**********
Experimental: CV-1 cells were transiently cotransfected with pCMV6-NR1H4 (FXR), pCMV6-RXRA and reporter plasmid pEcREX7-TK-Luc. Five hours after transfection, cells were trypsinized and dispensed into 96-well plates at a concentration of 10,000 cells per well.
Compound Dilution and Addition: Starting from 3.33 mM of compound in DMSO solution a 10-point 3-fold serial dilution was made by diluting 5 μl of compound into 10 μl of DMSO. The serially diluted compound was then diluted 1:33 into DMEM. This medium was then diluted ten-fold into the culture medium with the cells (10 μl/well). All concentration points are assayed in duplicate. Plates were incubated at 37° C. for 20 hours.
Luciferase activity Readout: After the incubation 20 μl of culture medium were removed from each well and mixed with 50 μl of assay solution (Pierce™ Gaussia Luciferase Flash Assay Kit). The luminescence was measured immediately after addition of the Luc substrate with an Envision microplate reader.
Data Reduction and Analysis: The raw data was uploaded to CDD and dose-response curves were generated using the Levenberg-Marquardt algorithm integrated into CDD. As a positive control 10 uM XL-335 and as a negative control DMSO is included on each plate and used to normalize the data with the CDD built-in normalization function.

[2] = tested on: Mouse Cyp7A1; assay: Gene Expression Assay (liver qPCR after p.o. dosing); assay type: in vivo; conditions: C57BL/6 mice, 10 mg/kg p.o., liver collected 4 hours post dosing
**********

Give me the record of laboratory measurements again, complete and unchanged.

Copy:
Experimental: CV-1 cells were transiently cotransfected with pCMV6-NR1H4 (FXR), pCMV6-RXRA and reporter plasmid pEcREX7-TK-Luc. Five hours after transfection, cells were trypsinized and dispensed into 96-well plates at a concentration of 10,000 cells per well.
Compound Dilution and Addition: Starting from 3.33 mM of compound in DMSO solution a 10-point 3-fold serial dilution was made by diluting 5 μl of compound into 10 μl of DMSO. The serially diluted compound was then diluted 1:33 into DMEM. This medium was then diluted ten-fold into the culture medium with the cells (10 μl/well). All concentration points are assayed in duplicate. Plates were incubated at 37° C. for 20 hours.
Luciferase activity Readout: After the incubation 20 μl of culture medium were removed from each well and mixed with 50 μl of assay solution (Pierce™ Gaussia Luciferase Flash Assay Kit). The luminescence was measured immediately after addition of the Luc substrate with an Envision microplate reader.
Data Reduction and Analysis: The raw data was uploaded to CDD and dose-response curves were generated using the Levenberg-Marquardt algorithm integrated into CDD. As a positive control 10 uM XL-335 and as a negative control DMSO is included on each plate and used to normalize the data with the CDD built-in normalization function.

[2] = tested on: Mouse Cyp7A1; assay: Gene Expression Assay (liver qPCR after p.o. dosing); assay type: in vivo; conditions: C57BL/6 mice, 10 mg/kg p.o., liver collected 4 hours post dosing